The penultimate vowel in proparoxytones behaves as the internal empty position in paroxytone variants. In both cases, the position is left unparsed in the pre-lexical phase. I thus propose to consider it as infixed and non-metrical.

    1. (53)
    1. a.
    1. b.
    1. c.
    1. d.

(53c) is acrolectal compared with the originally Maltesized stem in (53d), cf. Mifsud (1995: 203).

6.3.4 Non-templatic infixed stems

There is a class of Romance loan-verbs in which an infix -ixx- surfaces if and only if the thematic (stem-final) vowel is word-final; see Mifsud (1995: 173), and Camilleri (2014).

    1. (54)
    1. Conjugation of ssuġġerixxa ‘suggest’
    1. a.
    1. Perfect
    1. 3msg
    1. issuġġeríxxa
    1. neg
    2. 3fsg
    3. 1.sg
    4. 3pl
    1. ma ssuġġeríex
    2. issuġġeríet
    3. issuġġeréjt
    4. issuġġeréw
    1. b.
    1. Imperfect
    1. 3msg
    2. 3pl
    1. jissuġġeríxxi
    2. jiggarantíxxu
    1. neg
    1. ma jissuġġerī́x
    2. ma jissuġġerū́x

In general, stress placement is invoked to explain the alternation. Thus, Hoberman & Aronoff (2003: 74) say that the infix -ixx- “appears just in case the suffix is not stressed, i.e. in just those cases where the stem would otherwise be stressed”. In this paper, however, stress is assigned in the post-lexical phase and should not explain an alternation in the pre-lexical phase. I thus propose an alternative in which the infix /-ixx-/ is prepended to a non-templatic Base reduced to the thematic (stem-final) vowel of conjugation. The thematic vowel is /a/ in the perfect, /i/ in the imperfect-singular, and /u/ in the imperfect-plural.

As shown in (55a,b) the infix surfaces if the thematic vowel is metrically word-final. Reverse-imāla explains why the thematic vowel surfaces as a in (55a), and as ie in (56a).

    1. (55)
    1. a.
    1. b.

If the thematic vowel is followed by the enclitic negator, the thematic vowel is not metrically word-final, in which case the infix is invisible, i.e. does not surface.

    1. (56)
    1. a.
    1. b.

The infix is also invisible if the thematic vowel is followed by a ɸ-suffix or an object pronoun, e.g. isssuġġerixxa vs. issuġġeriet ‘he/she suggested’, and issuġġerieh ‘he suggested it-msg’.

These stems are thus built with an infix -ixx in the pre-lexical phase; the infix is made invisible in the lexical or the postlexical phase if a pronominal object or the enclitic negator is added. Notice, however, that some verbs may have ‘ixx’ in all conjugated forms, in which case it is synchronically integrated in a templatic stem, cf. Mifsud (1995: 178).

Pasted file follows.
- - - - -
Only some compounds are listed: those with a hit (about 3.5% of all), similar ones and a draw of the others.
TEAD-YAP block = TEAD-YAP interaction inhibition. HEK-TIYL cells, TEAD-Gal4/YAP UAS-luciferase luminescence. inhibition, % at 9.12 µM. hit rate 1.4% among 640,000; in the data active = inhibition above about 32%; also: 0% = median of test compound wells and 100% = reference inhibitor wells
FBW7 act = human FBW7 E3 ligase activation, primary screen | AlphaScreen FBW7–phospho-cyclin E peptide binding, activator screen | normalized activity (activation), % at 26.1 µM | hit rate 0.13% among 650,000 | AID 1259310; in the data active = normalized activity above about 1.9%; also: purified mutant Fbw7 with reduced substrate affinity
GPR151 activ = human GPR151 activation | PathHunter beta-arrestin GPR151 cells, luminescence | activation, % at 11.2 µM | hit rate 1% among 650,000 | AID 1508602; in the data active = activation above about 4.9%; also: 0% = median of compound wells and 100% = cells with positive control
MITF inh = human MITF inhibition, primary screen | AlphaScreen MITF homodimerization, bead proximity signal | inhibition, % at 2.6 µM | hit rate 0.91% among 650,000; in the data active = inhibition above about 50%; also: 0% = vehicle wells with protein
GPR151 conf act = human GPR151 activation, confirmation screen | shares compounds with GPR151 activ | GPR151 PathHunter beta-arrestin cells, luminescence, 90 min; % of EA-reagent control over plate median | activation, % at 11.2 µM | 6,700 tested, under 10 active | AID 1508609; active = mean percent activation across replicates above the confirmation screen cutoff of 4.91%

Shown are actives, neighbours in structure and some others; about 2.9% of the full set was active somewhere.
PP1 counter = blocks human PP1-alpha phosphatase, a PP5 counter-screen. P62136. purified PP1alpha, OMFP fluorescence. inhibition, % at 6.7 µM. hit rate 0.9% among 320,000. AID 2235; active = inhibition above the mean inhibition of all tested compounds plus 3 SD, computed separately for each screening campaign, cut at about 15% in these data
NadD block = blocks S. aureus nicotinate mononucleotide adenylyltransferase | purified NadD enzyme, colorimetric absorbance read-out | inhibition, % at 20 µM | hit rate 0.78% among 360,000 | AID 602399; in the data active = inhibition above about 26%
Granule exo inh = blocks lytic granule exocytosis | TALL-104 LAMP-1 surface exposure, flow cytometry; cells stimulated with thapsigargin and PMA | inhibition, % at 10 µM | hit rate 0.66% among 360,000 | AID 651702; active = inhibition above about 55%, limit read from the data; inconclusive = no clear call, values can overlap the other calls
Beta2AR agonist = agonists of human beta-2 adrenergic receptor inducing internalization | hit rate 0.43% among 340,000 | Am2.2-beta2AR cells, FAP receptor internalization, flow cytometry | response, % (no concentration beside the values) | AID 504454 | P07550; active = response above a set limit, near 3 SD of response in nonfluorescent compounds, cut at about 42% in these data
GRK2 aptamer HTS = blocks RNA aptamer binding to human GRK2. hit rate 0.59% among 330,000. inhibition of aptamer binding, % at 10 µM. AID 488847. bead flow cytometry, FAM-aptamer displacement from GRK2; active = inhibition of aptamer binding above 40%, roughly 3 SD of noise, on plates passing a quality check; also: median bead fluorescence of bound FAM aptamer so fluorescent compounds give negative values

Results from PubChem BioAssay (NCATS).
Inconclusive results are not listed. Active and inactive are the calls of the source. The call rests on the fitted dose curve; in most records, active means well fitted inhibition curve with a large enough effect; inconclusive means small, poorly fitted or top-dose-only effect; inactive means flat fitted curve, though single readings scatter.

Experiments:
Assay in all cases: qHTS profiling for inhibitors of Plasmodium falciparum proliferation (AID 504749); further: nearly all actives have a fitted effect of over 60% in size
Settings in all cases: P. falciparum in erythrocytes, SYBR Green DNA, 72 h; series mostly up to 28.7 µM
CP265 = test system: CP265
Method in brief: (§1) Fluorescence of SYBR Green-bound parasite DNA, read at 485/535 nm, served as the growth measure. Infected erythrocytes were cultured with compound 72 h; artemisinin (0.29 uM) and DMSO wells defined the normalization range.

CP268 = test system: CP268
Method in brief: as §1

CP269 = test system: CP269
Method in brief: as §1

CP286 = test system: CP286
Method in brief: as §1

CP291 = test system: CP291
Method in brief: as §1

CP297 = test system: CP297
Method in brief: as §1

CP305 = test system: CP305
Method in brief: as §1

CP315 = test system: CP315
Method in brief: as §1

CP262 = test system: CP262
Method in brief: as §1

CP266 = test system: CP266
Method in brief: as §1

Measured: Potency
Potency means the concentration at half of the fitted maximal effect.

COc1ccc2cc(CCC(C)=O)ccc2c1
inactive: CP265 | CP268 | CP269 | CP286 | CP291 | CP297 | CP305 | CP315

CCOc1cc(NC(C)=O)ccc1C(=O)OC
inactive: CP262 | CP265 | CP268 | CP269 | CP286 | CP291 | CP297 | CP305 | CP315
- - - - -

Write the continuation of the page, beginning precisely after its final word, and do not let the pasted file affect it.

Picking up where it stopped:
7 Phonological words

In the postlexical phase, the linearized string includes cliticized morphs. Phonological processes apply to the segmental line independently of morpho-phonological constituency. This section is restricted to general and prominent processes. First, empty positions are made invisible or, in some particular contexts, interpreted as a glide or lexically licensed in word-final position. Second, surface forms are shaped by word-stress assignment, correlated vowel length, word-final vowel quality, and voice alteration in obstruent clusters.

7.1 Empty positions in the postlexical phase

7.1.1 Invisible empty positions

Empty positions which are not associated to a melodic element or linked to an adjacent C or V are made invisible; they are represented by shaded . In linearized representations, consonants separated by an invisible empty position are thus post-lexically adjacent.

    1. (57)
    1. a.
    1. Word-final position (invisibility is here equivalent to extrametricality)
    1. b.
    1. Interconsonantal position
    1. c.
    1. Prevocalic position
    1. d.

7.1.2 Empty position interpreted as a glide

If the thematic vowel of a weak stem is followed by a 3fsg or 3pl object pronoun (orthographic -ha/-hom) the empty position separating the stem-vowel from the suffix is interpreted as a glide, cf. Borg (1997: 274) from whom I borrow the following examples:

    1. (58)
    1. a.
    1. ksieha ‘he covered it-3fsg
    2. ksɪː-Øa → /ksiya/
    1. b.
    1. jixtruhom ‘they buy them’
    2. y-ɪʃtr-uː-Øɔm → /yɪʃtruwɔm/

7.1.3 Lexically licensed stem-final empty position

In some stems, the Base is trochaic and monosyllabic under the assumption that it is lexically marked as licencing the stem-final empty position; the final V is realized (half)long.

    1. (59)
    1. a.
    1. b.

7.2 Word stress assignment

If the word-final prosodic position is V, assign a stress mark to the (visible) pre-ultimate vowel, else to the ultimate vowel.


    1. a.
    1. Penultimate V (word-final V followed by C or Ø)
    2. [kɪ́tɛb] kiteb ‘he wrote’, [kɪtbɪ́tu] kitbitu ‘she wrote it’
    3. [nɪ́ktbu] niktbu ‘we write’, [nɪtɪ́lfu] nitilfu ‘we lose’